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Romney and Ryan burnish each other's biographies

Mooresville, N.C. -- On their second full day of campaigning together, Mitt Romney and Paul Ryan are taking advantage of enormous crowds and an intense media spotlight to help reshape their public images, and to defend one another's personal biographies, with a particular focus on shoring up perceived weaknesses.

Romney, speaking last, praised Ryan's work in Congress, where he has spent the last seven terms representing Wisconsin's First District, but pitched to a crowd of nearly 2,000 that Ryan had gone to Washington at the expense of his career, rather than as a career.

"His career ambition was not to go to Washington. That is not what he wanted to do, but he became concerned about what was happening in the country and wanted to get America back on track and so he put aside the plans he had for his career and said I'm going to go and serve, and he's done that and he's put the country and policies to get America right again ahead of ambition," Romney told the crowd at a NASCAR technical facility here.

But that interpretation of Ryan's career clashes with his actual biography. After graduating with a degree in economics and political science, Ryan moved to Washington to work as a congressional staffer, having already become familiar with campaigns as a volunteer for Ohio congressman John Boehner, now House speaker. Ryan returned the private sector and Wisconsin only briefly, before being elected to Congress at age 28.

RNC Chairman Reince Priebus talks with NBC's David Gregory about Democratic assaults on Paul Ryan's record and how the candidate should best defend himself.

Ryan's career in the public sector has been seen by some political analysts as a potential liability on the Romney ticket, where executive competence and a Washington-outsider persona have long been the hallmarks of the campaign. Yesterday, Ryan suggested his legislative skills could help Romney in governing more than they might hurt the brand in campaigning.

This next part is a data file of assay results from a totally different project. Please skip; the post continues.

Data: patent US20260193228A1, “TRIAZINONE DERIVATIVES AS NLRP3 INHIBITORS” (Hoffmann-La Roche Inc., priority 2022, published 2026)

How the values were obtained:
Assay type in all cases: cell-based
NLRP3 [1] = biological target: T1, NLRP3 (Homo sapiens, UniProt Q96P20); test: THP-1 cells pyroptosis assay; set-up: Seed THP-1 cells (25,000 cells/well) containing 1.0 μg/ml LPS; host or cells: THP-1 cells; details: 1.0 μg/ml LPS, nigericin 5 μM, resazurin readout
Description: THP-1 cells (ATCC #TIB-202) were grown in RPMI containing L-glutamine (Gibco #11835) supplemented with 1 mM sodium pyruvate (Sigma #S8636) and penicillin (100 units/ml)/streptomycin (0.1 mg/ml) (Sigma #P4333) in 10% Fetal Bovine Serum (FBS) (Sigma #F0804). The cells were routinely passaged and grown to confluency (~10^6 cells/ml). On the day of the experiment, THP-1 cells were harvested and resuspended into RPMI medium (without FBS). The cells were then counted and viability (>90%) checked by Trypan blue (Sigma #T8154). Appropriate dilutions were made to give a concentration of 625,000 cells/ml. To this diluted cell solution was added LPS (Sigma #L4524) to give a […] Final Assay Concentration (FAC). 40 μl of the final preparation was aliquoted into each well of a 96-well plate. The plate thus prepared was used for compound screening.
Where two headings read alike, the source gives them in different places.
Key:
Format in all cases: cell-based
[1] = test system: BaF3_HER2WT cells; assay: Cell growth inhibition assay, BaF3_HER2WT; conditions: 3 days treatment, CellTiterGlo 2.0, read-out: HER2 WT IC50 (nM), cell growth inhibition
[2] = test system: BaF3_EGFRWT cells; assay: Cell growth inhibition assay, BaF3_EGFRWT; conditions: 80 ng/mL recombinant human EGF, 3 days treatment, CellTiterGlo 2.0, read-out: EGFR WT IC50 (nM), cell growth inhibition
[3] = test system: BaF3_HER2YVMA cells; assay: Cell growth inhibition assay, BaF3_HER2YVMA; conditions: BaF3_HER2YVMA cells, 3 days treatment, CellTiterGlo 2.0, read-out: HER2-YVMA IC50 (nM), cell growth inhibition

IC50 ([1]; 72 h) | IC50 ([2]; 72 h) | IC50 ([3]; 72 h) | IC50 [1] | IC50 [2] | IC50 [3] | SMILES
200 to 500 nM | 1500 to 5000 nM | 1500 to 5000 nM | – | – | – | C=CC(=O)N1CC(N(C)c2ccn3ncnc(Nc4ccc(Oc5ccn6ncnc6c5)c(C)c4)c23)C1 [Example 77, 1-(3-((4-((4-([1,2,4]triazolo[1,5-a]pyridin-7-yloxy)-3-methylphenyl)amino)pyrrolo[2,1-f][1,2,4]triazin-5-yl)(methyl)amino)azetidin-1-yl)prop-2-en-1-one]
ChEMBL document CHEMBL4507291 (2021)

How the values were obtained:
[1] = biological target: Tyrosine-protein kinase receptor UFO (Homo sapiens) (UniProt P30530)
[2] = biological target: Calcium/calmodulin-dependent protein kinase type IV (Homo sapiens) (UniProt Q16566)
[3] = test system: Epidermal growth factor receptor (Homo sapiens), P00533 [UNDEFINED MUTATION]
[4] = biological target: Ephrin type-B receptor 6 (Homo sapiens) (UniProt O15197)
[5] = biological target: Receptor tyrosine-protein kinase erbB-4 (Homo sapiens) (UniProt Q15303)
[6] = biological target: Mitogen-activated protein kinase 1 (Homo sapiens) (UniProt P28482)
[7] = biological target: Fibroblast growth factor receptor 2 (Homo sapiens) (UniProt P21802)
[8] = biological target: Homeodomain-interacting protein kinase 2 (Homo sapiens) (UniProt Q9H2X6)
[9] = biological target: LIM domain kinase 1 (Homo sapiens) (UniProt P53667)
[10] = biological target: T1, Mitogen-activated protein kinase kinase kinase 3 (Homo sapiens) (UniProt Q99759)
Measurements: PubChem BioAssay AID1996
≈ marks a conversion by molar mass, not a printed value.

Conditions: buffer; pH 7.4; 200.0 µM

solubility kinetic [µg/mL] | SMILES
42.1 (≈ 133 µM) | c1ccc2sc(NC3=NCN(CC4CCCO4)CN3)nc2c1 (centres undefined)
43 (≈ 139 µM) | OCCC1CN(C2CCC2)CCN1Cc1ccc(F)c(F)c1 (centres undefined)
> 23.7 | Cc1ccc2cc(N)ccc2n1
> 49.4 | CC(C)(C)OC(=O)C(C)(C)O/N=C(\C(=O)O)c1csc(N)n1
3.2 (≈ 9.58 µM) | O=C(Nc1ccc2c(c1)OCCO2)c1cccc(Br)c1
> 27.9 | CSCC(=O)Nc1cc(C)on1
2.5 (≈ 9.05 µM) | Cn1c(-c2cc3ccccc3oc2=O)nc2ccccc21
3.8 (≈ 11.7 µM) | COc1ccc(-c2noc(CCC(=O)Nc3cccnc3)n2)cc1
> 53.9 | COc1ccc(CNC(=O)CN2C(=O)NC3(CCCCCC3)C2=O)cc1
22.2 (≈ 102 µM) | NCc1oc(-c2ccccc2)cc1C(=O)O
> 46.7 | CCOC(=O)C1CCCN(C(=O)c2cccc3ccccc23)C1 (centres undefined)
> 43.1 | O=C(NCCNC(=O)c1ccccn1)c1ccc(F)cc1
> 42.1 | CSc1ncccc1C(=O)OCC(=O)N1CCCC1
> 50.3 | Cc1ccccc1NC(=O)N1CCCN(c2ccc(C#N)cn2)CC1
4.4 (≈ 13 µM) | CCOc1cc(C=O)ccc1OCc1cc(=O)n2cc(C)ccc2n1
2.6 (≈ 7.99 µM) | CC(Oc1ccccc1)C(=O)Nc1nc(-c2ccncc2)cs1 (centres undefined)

“I believe that my record of getting things done in Congress will be a very helpful complement to Governor Romney’s executive and private sector success outside of Washington,” Ryan said in Norfolk.

Ryan also returned the favor for Romney today, burnishing the GOP nominee's biography, including his tenure as head of the 2002 Olympics, and as Massachusetts governor, an oft-overlooked period for a candidate who prefers to focus on his business experience.

"His country asked him to move to Salt Lake, to turn it around and save the Olympics, he did it and we're so proud of that moment," Ryan said. "The contrast could not be more clear. When he was governor of Massachusetts, he balanced the budget without raising taxes. President Obama has given us budgets with no balance ever and a lot of new taxes."

The setting at NASCAR's technical institute was designed to let another bit of Romney's personal biography and personality peek out: he's a car guy, and the Romney logo-emblazoned stock car behind him was too good to resist.

"You see as a boy my dad made Ramblers, alright? And I only dreamed of cars like that," Romney said, eyeing the car. "To have my name on a car like that it's just too much."

"It must have been tough for my girlfriend to be able to go out on that first date with me in that red rambler we had," Romney said, introducing his wife Ann, who spoke on stage for the first time since the Ryan announcement.

For the Romney campaign, today's event in which thousands of supporters overflowed into parking lots outside, is expected to be the smallest of three major rallies here, and in Wisconsin.

Most of the energy at the event came from seeing the ticket for the first time, but some, surely, came from stock car driver Darrell Waltrip who, pacing the stage in the pre-program, offered advice for Romney seemingly ripped from the Will Ferrell movie "Talladega Nights," and got the crowd cheering uproariously.

"I have a little advice for Mitt Romney and Paul Ryan: Boogity Boogity Boogity!"